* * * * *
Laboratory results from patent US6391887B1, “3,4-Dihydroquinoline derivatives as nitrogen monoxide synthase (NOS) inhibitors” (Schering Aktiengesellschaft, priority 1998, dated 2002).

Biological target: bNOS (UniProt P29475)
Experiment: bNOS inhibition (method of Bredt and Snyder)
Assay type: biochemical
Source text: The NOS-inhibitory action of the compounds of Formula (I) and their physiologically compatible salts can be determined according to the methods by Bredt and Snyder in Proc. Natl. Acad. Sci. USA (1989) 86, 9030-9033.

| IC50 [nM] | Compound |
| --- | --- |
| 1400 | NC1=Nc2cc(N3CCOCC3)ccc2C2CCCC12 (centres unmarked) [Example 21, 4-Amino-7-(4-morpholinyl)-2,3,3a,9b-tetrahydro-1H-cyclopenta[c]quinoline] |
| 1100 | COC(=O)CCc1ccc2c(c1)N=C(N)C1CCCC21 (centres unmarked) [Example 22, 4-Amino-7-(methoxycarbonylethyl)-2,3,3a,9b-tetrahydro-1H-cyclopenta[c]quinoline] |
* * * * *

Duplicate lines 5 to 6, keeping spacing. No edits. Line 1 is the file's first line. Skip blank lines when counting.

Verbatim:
Source text: The NOS-inhibitory action of the compounds of Formula (I) and their physiologically compatible salts can be determined according to the methods by Bredt and Snyder in Proc. Natl. Acad. Sci. USA (1989) 86, 9030-9033.

| IC50 [nM] | Compound |